Once you apply for a mortgage you should not try to take out any more credit or loans until the deal closes. Any major financial moves after you have been approved for a home loan can seriously affect your mortgage rate or even the ability to get the loan at all. It can be very easy for first-time home buyers to get wrapped up in owning a new home. They often times go out and start applying for credit at furniture stores or even max out their credit cards on new appliances and furnishings. The problem with this is that by the time final financing goes through you may have a different credit score affecting your interest rate or you may not even be able to afford the amount that you originally started with. It’s best to hold off on all major financing decisions until after you own the home.

#2 – Quitting your job or losing it all together.

Don't quit your job before buying a house in FriscoJust as with financing, any type of income status change can drastically affect your ability to afford a home. If you lose your job, quit your job or change major status can negatively affect your ability to get a loan or your interest rate. However, if you simply are promoted within the same industry and the same company this should not affect your interest rate. Plus, if you now are earning more money this could actually lower your interest rate due to the fact that you may be able to make a higher down payment.

#3 – Buying anything major, even if not on credit.

As I said before, applying for any other loans or credit is not a good idea but even if you have the cash it’s not wise to make large purchases before your transaction has closed. Even if you have $10,000 in the bank but during the time that you apply for a home loan and the closing you use that money to purchase a vehicle, the bank now sees that you have $10,000 less in assets and this may negatively affect your interest rate. You probably will not lose the home loan altogether but it could affect how much you pay at closing and how much your interest rate is over time.

#4 – Not understanding property taxes, homeowners insurance and the general costs of owning a home.

Too often many home buyers don’t understand that it’s more than simply a mortgage payment when you become a homeowner. Not only will your monthly payment include your principal mortgage interest you may also include property tax and homeowners insurance in that monthly payment. Many first-time buyers find that this is a very easy way to keep everything in one payment. However, this could add several hundred dollars to your monthly payment so you’ll need to consider that when budgeting. Plus, being a homeowner means you can no longer call your landlord if an appliance breaks or your roof springs a leak. Pay close attention to the inspector and get a good sense of what things will cost in the future and how much life each appliance may have left. It’s best to set up a reserve account so that you have some money set aside when a major appliance breaks down or you need to replace the roof, siding, or other major household material.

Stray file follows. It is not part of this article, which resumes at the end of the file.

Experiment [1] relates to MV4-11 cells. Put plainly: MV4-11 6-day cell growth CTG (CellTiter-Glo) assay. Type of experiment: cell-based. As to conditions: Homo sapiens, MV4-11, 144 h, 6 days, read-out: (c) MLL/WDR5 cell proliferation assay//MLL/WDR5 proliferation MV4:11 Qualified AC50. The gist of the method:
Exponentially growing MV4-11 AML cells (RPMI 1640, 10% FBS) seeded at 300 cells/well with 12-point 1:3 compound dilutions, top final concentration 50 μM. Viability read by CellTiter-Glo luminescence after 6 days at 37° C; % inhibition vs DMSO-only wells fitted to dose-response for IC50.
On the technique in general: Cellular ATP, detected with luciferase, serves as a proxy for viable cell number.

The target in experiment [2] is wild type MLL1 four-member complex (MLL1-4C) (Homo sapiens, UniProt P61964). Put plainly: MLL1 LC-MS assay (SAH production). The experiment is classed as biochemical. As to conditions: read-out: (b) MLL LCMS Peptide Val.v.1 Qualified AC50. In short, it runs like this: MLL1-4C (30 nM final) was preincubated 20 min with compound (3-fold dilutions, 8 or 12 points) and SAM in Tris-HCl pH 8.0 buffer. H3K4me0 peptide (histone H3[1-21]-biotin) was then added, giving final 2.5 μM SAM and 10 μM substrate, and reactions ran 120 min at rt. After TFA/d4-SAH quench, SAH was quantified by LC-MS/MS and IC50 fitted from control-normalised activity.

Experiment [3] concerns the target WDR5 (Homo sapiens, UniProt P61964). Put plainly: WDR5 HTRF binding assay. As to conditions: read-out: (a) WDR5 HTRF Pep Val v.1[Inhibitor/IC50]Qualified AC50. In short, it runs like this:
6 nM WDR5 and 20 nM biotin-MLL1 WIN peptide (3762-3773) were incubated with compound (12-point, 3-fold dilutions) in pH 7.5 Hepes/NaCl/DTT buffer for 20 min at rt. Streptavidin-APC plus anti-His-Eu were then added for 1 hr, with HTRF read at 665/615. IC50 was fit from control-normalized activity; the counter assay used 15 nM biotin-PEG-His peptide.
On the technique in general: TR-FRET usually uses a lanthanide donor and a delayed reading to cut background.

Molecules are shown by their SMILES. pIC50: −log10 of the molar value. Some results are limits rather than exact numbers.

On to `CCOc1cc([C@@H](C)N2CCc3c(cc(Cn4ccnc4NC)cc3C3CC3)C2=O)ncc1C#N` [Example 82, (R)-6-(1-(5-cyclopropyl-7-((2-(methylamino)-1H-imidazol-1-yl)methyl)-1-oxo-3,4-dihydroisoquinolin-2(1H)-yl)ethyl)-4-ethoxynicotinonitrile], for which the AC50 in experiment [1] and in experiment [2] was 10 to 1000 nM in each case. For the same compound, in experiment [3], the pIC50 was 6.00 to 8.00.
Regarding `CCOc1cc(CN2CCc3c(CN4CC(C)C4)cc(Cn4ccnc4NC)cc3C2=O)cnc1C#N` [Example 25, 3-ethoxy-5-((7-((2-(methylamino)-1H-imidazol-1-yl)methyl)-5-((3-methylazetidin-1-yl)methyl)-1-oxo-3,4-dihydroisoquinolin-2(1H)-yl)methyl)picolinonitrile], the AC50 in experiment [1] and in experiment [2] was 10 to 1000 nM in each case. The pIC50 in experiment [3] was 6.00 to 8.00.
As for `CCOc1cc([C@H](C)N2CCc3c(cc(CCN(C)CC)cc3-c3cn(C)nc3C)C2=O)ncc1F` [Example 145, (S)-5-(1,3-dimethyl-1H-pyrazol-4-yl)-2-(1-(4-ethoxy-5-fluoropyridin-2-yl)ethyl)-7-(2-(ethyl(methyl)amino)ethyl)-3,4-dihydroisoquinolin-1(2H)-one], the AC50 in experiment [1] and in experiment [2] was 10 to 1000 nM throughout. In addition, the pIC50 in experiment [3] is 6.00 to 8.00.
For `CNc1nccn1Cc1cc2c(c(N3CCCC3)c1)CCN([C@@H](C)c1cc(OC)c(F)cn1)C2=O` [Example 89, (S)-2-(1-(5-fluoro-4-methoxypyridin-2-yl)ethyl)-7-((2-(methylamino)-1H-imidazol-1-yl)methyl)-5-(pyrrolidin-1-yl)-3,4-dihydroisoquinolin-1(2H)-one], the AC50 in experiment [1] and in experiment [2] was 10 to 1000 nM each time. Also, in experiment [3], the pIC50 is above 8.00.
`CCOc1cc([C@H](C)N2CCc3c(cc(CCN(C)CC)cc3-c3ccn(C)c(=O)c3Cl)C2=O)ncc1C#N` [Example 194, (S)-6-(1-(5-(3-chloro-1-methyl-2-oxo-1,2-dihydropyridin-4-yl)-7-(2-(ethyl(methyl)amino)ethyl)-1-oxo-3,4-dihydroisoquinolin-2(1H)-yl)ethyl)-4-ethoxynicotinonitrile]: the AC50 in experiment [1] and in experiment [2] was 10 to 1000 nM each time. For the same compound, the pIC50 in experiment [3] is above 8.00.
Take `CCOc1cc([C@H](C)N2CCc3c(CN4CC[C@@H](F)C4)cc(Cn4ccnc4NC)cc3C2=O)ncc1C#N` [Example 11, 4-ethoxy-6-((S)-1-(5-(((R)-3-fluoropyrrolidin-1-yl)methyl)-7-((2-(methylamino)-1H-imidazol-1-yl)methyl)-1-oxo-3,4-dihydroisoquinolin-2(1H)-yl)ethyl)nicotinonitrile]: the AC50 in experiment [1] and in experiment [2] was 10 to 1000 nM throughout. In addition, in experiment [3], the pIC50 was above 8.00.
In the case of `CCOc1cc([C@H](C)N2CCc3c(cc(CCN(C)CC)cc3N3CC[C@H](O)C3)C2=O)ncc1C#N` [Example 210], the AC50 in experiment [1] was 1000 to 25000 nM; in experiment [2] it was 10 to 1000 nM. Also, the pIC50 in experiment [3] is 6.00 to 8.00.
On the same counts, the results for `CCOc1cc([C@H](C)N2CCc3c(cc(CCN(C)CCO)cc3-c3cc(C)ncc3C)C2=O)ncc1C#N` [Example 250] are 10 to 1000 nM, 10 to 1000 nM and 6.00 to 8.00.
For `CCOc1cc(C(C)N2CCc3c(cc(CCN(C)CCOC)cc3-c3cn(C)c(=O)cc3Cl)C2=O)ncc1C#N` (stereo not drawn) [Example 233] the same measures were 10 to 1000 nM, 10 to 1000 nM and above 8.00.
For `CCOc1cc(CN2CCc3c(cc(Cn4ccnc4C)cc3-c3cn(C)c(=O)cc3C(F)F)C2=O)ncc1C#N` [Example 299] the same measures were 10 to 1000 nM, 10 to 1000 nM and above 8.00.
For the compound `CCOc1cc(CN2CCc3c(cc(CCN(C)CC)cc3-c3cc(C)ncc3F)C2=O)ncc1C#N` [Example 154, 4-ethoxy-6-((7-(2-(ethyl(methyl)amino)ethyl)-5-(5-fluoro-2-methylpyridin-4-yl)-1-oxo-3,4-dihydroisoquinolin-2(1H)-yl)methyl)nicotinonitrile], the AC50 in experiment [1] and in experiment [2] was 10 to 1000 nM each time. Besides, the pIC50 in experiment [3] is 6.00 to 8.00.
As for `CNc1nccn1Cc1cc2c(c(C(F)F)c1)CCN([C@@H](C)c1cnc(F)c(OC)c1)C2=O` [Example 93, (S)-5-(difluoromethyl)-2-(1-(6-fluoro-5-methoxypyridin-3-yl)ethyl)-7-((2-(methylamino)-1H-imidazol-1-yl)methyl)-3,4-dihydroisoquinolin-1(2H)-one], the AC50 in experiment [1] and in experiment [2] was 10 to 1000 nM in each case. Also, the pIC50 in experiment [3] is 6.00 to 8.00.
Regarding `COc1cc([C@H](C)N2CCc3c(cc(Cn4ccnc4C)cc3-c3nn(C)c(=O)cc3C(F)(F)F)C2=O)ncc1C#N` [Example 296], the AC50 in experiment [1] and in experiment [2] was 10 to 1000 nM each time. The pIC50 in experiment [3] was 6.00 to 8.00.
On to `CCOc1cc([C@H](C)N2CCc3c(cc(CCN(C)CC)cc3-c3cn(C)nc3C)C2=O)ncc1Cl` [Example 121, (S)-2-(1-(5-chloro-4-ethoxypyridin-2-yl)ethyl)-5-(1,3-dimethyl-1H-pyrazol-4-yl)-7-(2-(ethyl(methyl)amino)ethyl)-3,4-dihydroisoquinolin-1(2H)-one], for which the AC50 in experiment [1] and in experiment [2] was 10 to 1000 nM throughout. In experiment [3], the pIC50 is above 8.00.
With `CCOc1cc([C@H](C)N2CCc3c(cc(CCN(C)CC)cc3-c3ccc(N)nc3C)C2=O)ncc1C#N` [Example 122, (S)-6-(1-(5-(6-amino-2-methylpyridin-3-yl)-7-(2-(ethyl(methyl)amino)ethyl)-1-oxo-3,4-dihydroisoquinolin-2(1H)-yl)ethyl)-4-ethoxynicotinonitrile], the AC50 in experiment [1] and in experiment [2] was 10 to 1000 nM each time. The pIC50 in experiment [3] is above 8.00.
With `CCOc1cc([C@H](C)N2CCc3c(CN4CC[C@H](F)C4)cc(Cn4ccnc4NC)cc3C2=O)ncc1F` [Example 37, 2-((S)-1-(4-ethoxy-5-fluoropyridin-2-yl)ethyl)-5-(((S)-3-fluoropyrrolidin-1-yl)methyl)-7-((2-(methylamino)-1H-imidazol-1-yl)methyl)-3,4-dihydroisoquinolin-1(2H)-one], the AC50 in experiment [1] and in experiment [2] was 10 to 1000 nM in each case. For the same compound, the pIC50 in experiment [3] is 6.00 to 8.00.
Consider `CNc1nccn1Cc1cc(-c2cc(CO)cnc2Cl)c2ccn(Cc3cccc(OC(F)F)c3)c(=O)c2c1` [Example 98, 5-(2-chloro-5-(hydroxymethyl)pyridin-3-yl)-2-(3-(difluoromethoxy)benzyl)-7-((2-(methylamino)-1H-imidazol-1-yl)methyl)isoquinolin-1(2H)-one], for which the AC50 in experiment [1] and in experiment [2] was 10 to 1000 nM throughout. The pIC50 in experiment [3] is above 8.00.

#5 – Letting your emotions get the best of you.6 Things NOT To Do When Buying for the First Time

Too many first-time homebuyers let their emotions get in the way of logically purchasing a home. Yes, it can be very exciting to purchase a home and set it up the way you really want it, but, don’t let those emotions get in the way of logically buying the right home. Many first-time buyers want to make their home their own too fast and end up taking on more than they can handle. Buyers assume that a home improvement will pay for itself by increasing the home’s value but that’s not always the case. Buyers need to exhibit patience and make small changes over time to really build the home that they love.

#6 – Let bills and loan payments lapse.

Just as with finance, credit and job change, you don’t want to make sure that you let any of your bills, especially loans and credit cards, fall behind on the payment. This again can negatively affect your interest rate and perhaps your loan program in general. Keep up with all of your bills, pay on time, and you’ll be glad you did when there are no hiccups or problems at closing.
I want all of my buyers to be excited, happy and prepared when it comes to purchasing and owning a home. If you’re ready to get started please feel free to give me a call 951-259-0764
 If you’re not sure where to start I would be happy to get you set up with the lender in the area and offer tips and suggestions to get started on the home buying process.

Friday, August 15, 2014

Moreno Valley Homes for Sale Market Summary for 92555

Preview Rancho Belago Home for the First Time

Would love to share this Premier Open House with you this weekend. Great Rancho Belago location. It's available for the first time to preview. Just stop by or call me at 951-259-0764. I'd love to share this beautiful home with you.